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For 2023 (and 2024 ...) - we are now fully retired from IT training.
We have made many, many friends over 25 years of teaching about Python, Tcl, Perl, PHP, Lua, Java, C and C++ - and MySQL, Linux and Solaris/SunOS too. Our training notes are now very much out of date, but due to upward compatability most of our examples remain operational and even relevant ad you are welcome to make us if them "as seen" and at your own risk.

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subset a list

Posted by gmeyer (gmeyer), 16 October 2003
Hi Graham,

I was wondering if there is a quick way of finding out if a list of values is a subset of another list of values?

Something along these lines would be nice...but of course this doesnt work!

@biglist=('one', 'two', 'three');
$true = grep (/@smallist/i, @biglist);
if ($true) { print "\nYes the smallist is a subset of biglist") }

Great forum guys.

Posted by gmeyer (gmeyer), 16 October 2003
Just noticed that this should be in the perl programming language section of course!..sorry.

Posted by John_Moylan (jfp), 16 October 2003
I may be talking rubbish. (believe me theres a good chance of this)..but

Could you flatten the arrays and test the strings against each other?

my @ary1 = qw(one two three four five six seven eight nine ten);
my @ary2 = qw(five six seven eight nine);

my $ary1string = join('', @ary1);
my $ary2string = join('', @ary2);

if($ary1string =~ /$ary2string/) {
   print "Is a subset";
else {
   print "Not";

Posted by admin (Graham Ellis), 16 October 2003
Why do the most interesting questions get posted while I'm on an intercontinentyal flight?  

I've got some ideas, but too tired to put them down in goon English tonight .... I'll follow up further in the morning.

Posted by admin (Graham Ellis), 17 October 2003
Flattening the arrays would work in some special circumstances - you would need both lists to be in the same order, and the items matching to follow directly after one another in the bigger list, amongst other constraints.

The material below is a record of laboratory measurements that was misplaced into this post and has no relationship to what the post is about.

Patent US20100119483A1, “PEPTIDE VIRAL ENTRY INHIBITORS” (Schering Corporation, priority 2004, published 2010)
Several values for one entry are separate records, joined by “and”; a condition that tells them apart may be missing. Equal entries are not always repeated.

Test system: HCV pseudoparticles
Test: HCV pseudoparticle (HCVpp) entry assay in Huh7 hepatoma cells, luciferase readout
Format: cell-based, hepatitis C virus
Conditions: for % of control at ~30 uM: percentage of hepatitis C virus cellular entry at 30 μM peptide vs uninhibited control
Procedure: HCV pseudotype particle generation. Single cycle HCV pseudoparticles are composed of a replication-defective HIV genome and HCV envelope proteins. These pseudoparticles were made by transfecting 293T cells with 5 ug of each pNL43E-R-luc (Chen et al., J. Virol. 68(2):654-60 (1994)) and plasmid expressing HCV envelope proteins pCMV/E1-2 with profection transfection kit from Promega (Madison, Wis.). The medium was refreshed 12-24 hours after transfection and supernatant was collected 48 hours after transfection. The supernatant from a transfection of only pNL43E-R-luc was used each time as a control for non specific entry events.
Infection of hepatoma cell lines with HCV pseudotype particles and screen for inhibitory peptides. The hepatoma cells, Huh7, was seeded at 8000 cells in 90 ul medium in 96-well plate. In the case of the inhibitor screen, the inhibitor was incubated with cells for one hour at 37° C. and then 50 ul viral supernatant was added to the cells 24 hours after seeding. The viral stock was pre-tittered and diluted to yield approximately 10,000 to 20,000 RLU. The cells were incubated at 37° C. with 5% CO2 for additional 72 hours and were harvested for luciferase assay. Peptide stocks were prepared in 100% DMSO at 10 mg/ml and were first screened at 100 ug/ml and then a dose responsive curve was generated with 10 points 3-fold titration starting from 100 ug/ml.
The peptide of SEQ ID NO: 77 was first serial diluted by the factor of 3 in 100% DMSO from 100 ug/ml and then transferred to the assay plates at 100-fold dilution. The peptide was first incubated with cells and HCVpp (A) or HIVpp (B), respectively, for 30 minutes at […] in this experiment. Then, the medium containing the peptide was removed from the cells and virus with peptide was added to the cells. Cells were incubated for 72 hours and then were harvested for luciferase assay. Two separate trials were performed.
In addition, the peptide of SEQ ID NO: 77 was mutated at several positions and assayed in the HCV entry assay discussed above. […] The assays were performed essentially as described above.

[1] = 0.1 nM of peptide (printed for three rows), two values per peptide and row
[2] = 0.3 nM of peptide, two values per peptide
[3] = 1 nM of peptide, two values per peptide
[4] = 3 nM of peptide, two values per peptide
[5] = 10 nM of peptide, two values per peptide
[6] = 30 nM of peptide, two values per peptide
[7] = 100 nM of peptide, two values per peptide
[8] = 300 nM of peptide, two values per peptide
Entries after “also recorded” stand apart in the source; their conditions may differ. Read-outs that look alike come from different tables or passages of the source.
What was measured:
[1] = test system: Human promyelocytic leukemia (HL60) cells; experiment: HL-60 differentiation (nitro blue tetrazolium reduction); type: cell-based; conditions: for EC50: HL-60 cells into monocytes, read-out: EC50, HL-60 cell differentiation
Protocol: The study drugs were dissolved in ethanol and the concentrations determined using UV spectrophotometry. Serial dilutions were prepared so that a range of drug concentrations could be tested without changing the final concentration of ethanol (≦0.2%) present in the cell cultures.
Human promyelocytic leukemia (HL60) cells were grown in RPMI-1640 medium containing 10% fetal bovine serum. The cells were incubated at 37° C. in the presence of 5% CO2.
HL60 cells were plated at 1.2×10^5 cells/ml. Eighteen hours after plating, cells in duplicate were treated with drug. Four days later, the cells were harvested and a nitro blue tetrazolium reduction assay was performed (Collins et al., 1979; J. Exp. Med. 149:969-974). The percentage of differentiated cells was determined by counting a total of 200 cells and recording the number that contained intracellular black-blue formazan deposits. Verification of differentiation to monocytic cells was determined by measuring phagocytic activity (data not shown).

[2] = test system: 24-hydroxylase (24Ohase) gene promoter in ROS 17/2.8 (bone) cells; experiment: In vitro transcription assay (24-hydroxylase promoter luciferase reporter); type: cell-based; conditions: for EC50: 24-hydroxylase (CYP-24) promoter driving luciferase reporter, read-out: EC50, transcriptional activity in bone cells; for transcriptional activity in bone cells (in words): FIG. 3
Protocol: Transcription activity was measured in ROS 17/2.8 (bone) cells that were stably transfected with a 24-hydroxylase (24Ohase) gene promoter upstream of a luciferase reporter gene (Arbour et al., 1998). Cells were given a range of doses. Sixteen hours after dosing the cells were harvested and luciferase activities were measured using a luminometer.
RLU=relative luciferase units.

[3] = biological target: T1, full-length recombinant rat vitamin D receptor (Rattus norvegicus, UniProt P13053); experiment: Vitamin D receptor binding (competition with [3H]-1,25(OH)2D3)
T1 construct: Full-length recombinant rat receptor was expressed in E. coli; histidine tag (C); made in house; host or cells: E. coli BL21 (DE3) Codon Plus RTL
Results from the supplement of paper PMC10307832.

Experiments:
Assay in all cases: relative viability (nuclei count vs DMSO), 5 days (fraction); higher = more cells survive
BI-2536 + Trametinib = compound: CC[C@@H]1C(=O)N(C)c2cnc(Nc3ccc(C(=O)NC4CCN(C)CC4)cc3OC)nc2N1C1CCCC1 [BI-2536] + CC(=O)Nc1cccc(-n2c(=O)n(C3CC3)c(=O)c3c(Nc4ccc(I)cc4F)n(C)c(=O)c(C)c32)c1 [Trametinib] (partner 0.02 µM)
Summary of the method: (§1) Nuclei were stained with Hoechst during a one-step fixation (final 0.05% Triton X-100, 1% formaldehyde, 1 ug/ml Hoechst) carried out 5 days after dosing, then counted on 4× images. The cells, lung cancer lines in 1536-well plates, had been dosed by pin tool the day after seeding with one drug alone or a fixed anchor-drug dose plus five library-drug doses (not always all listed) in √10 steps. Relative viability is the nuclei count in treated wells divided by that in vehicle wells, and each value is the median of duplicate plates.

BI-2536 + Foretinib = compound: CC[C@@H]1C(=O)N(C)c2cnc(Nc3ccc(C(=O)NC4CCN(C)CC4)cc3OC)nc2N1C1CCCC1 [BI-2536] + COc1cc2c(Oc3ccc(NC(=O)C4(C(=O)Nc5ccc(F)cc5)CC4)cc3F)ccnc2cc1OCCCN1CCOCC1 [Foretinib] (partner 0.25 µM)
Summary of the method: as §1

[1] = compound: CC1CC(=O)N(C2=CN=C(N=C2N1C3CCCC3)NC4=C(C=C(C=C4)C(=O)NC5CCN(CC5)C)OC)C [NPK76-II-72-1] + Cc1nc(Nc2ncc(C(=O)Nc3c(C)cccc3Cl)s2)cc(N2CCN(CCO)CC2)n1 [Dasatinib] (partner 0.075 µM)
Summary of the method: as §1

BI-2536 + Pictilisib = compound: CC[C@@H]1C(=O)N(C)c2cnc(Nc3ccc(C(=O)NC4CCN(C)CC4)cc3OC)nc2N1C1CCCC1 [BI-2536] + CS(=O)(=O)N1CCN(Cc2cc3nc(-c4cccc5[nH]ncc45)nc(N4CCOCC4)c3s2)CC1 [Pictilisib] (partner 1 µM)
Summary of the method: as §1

There's no one-liner to do what you want, Gordon (unless you make it a very long line with lots of ; s in it!).  Here is a "quick and dirty" fix:

@biglist=('one', 'two', 'three', 'four', 'five', 'six');

$allin = 1;
foreach $item(@smalllist) {
       grep ($_ eq $item,@biglist) or $allin = 0;

print "Result: $allin\n";

I've run this, fiddled the data, run it again .... it works fine.  In effect, you have a loop within a loop which is not going to be efficient, but at least I've had grep use "eq" rather that "=~", so that you're not doing huge numbers of regular expression check.

Once you set $allin to 0 in my example, you know your test has failed so there's no point in carrying on - thus, you can identify failed matches quicker using last:

@biglist=('one', 'two', 'three', 'four', 'five', 'six','seven');

$allin = 1;
foreach $item(@smalllist) {
       grep ($_ eq $item,@biglist) or $allin = 0 or last;

print "Result: $allin\n";

Now - you ask if there's a quick way of finding out if one list is in another, but I give you a solution that's a loop, and within it you have a grep which has an embedded loop checking all elements.  Perhaps not your definition of quick.   If you have a whole series of smalllists to check against one biglist, or if both lists contain quite a lot of elements, you might like to use the power of a hash to set up a table of elements that exist in the big list.   Here's what I mean:

foreach $item ('one', 'two', 'three', 'four', 'five', 'six','seven') {
       $have{$item} = 1;

$allin = 1;
foreach $item(@smalllist) {
       $have{$item} or $allin=0 or last;

print "Result: $allin\n";

The testing has now come down to a single simple loop that doesn't have to go through all the elements of another list.  Neat trick, learnt from the masters in books like the Perl cookbooks, and something we employ ourselves in quite a number of our own scripts.

Posted by gmeyer (gmeyer), 17 October 2003
Thx guys,

I have gone for the final solution transposing into a hash.

Posted by Custard (Custard), 19 October 2003

I don't want to seem 'clever' but as a matter of interest, I was reading a book 'algorithms in perl' last night that had a whole section on sets.

One thing I saw that would be most useful in your case would be ths hash slice method.
So, to create the set you (could) use

@set{ 'one','two','three' } = ();


@set{ @array } = ();

This defines a hash of undef's, which is quicker. Also the search loop will have to test for exists $set{ $item }, which is also quicker.
Aparrently if you define undef as a value in a hash, perl doesn't have to add a value, and using exists doesn't have to retrieve the value.
Also, undef is a reference to a single object, and if you had used '1' then each '1' would be a separate object.
It's also a one liner.

Everyday's a school day with perl...


PS. I've not tried it yet ;-o)

Posted by admin (Graham Ellis), 19 October 2003
Neat thought .... yes .... I'll have to try that sometime.  I would suggest that anyone using undef'd members of a hash adds a few comments to their source!

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